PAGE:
Medical Design May Be Dead
The idea of designing for medical products seems to be ever evolving. At one time there was a simple formula for designing both medical devices and pieces of diagnostic equipment: The designer took the concept, gave it a simple, clean and precise yet approachable form and then colored it light grey with accents of a surgical scrub blue-green and called it a design-masterpiece. Since then things have changed drastically. I wonder if with our population’s ever increasing health related issues and the need for health related products becoming such a part of people’s everyday, the approach to finding the most compelling design language has evolved to be more like designing any other consumer product. I suppose this has been a natural evolution and somewhat obvious since the use of things like blood pressure cuffs and aural thermometers have moved from strictly doctors offices to person’s living rooms and nightstands in the past decade or so. Yes, the more I think about it, it does seem clear that, with more and more healthcare technology moving into the hands of the consumer so should the change in the design language. But there are other shifts that are less obvious and more difficult to explain. Not long ago I helped design a disposable surgical instrument and several of the surgeons expressed interest in having the handle look like a Mont Blanc pen. And, on another project several physicians thought it would be great to have their names scribed on the side of a similar disposable instrument—think childhood pencil with your name on it, except we are talking about a device that is intended to save a life. On a third project, the descriptors mentioned when discussing the ideal grip still included words like simple and precise with talk of making it look cool and distinctive. Even though they only hold the instrument briefly and in private they wanted to feel proud in doing so. Of course, yes, there is confidence that comes from this pride and maybe we had just stumbled onto an especially egotistical group of physicians. I don’t know. However, on a sort of similar diagnostic equipment design project the physicians and the assistants felt the final form should be similar to that of an iphone. Some people just think everything should look like an iphone I suppose.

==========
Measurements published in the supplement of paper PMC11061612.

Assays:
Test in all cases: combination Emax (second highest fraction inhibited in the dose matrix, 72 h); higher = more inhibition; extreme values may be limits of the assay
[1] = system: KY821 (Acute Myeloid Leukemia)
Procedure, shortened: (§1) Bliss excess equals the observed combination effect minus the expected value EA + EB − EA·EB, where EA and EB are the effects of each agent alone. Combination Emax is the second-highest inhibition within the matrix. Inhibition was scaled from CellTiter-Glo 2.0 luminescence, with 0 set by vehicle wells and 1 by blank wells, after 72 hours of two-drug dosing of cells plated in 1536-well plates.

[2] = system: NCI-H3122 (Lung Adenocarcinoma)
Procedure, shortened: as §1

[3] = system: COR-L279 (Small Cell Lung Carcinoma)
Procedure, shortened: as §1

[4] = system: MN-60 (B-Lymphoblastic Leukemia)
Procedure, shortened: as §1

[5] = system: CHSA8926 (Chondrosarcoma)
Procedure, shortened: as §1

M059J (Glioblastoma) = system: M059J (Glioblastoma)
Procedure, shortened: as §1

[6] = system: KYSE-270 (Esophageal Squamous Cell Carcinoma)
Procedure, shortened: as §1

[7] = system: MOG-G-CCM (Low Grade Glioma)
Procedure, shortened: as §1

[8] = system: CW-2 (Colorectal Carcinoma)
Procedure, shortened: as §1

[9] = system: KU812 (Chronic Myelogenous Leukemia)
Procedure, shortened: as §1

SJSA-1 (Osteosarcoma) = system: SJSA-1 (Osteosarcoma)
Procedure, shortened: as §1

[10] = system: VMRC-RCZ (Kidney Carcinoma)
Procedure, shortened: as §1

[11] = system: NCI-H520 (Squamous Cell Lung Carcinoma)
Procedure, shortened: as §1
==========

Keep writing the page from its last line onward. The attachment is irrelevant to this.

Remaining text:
I was in the kitchen of a friend’s restaurant the other day and noticed that they have a small defibrillator by the first aid kit and the fire extinguisher. I feel like I know what a defibrillator should look like and I know that being quick, safe, intuitive and easy to use are imperative but how the design and engineering challenge changes when the device lives in a restaurant for use by the sous chef instead of in and ER for use by a physician is what makes being a product designer so rewarding.